Archive for July, 2007

Halifax, Nova Scotia, Canada

Tuesday, July 31st, 2007

We departed Lunenburg at 10 a.m. for a short 52 mile trip to Woodhaven RV Park just outside of Halifax NS.  Our group was the first to arrive and were able to get parked and setup before the heavy rains came. It was a free day, but some folks went to the Maritime Museum today to see its two main features:  1912 Titanic and the 1917 harbor blast, the largest non-nuclear explosion in the world.  Melitta and I kicked back and brought our blogs up to date while it poured.

The next day, a chartered coach greeted the Adventure Caravan group in the park at 8:30 a.m. and took us for a 68 mile tour of the Fairview Titanic Cemetery, the beautiful Public Gardens, & a view from the Citadel Fort in Halifax, and to Peggys’ Cove for lunch.  the weather was in the 70’s but humid from yesterday’s rain.

Guide in Fairview CemeteryOn April 10th, 1912, the Titanic left on her maiden voyage with over 2,200 passengers and crew members on board.  Four days later, she struck an iceberg south of Newfoundland.  She sank in two hours 40 minutes.  Just over 700 survivors in lifeboats were rescued by the Carpathia and taken to New You.  The White Star Line, with offices in Halifax, commissioned four Canadian vessels to look for bodies in the area.  The four ships recovered 328 bodies,  Many were buried at sea, but 209 bodies were brought to Halifax, the closest major port to the area of the sinking.  All victims thought to be Protestant were buried in the Fairview Lawn Cemetery.

Halifax Public GardensThe 140 year old Halifax Public Gardens are more than an open space or park. They are a rare example of a formal Victorian public garden surviving intact and relatively unspoiled in the heart of a modern city. Hurricane Juan in 2003 destroyed close to 100 trees in the garden, but it opened up up more to show the beauty.  Here we see a worker laying down on the job!!!

Peggys's Cove Fishing VillageAccording to legend, Peggys’ Cove was named after the only survivor of a schooner that ran aground and sank in 1800…a woman named Margret. Local folk called her "Peggy" and her home came to be known as Peggy’s Cove. The original lighthouse was built in 1868. It is one of the most photographed lighthose, and has a beautiful fishing village.  Please check out our  Photo Gallery for pictures of the lighthouse and the Halifax area.

In the evening we introduced the Adventure Caravan leaders and many of the participants to "Card BINGO" — a fun evening during a wide spread power failure.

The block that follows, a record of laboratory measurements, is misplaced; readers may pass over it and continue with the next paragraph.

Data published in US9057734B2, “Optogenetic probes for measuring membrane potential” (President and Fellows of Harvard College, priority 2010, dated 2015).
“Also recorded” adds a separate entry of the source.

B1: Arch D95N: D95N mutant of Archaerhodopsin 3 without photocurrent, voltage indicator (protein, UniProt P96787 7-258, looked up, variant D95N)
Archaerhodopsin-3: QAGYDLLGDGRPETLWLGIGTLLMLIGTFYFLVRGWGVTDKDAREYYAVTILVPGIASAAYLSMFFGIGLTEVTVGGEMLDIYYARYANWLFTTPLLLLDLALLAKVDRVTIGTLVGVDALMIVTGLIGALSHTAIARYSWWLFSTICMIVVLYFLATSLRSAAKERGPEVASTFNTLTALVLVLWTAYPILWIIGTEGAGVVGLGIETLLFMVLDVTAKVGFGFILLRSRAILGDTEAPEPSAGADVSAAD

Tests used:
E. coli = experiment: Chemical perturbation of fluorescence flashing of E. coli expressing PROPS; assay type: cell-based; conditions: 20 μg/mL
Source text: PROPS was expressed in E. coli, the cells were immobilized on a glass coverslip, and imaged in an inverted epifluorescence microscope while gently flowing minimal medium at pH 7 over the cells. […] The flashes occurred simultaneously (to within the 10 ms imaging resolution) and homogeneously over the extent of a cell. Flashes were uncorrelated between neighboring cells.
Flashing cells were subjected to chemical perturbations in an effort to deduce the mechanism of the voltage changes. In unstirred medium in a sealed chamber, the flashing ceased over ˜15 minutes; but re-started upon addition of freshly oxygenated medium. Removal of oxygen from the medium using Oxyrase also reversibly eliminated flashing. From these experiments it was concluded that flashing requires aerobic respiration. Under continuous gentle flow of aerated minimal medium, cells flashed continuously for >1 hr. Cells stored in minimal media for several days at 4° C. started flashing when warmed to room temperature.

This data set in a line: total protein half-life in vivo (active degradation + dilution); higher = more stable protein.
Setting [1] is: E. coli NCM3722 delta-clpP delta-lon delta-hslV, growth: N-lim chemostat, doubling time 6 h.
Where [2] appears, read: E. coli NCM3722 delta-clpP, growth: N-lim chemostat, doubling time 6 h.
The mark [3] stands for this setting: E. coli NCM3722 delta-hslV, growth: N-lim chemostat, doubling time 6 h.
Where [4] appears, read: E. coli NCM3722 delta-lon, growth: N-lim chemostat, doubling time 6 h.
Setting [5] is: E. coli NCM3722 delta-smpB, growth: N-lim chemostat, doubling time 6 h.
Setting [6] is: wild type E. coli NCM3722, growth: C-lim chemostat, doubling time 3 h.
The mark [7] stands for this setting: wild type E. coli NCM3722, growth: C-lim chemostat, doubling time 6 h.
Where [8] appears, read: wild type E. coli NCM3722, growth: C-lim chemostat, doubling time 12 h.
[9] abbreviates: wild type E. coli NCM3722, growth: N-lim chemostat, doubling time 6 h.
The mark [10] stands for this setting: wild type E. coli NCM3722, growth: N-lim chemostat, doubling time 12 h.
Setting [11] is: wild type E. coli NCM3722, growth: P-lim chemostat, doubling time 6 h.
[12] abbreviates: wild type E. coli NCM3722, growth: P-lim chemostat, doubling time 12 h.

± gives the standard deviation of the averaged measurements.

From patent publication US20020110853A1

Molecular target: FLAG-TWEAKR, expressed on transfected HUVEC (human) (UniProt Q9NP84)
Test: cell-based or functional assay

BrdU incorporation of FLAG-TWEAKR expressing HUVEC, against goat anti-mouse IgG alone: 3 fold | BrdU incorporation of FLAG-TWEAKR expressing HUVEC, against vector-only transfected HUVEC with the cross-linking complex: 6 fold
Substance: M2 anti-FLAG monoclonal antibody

Halifax ExplosionAdventure Caravan had a staff hosted breakfast of pancake, eggs, sausage, OJ and coffee.  Afterwards, four ladies when into town to have their nails done.  In the afternoon, Melitta and I went to the Halifax Maritime Museum.  It was very interesting how pirates were prosecuted and hung (See photo gallery).  Besides the Titanic exhibit (which must people understand), the 1917 Halifax Explosion exhibit was facinating.  A ship collided with an ammunition ship in the harbor, leveling part of the town, killing 1,500 people and injuring 9,000.  13,000 homes and businesses were damaged or wrecked, with 6,000 people completely homeless. See the complete hisory at Halifax Explosion. This was the largest, non-nuclear, explosion in the world.

Lunenburg, Nova Scotia, Canada

Sunday, July 29th, 2007

Groups of three to four rigs departed Dunromin Campground on Saturday between 9 and 10 a.m. for a 88 mile trip to the Lunenburg Board of Trade Campground in Lunenburg, NS.  Most of us stopped at Wal-Mart 16 miles before our destination.

At 5:45 p.m. church bells pealed out music, and then a fog horn kept tune as fog rolled up the bay.  At 8:00 p.m. there is a cool mistiness, as the fog thickens over the water, and drifts across our RVs like smoke. 

Did you hear that quiet fog horn from the distance all night? We woke up to some local fog and hefty rain for the first couple of hours this Sunday morning. I witnessed a few die hearts getting up early to attend the local church service. Lunenburg has quite a few beautiful old churches.  A monument at the top of the hill here at this campground explains the names of all the German and Swiss settlers that came to Lunenburg back in 1753.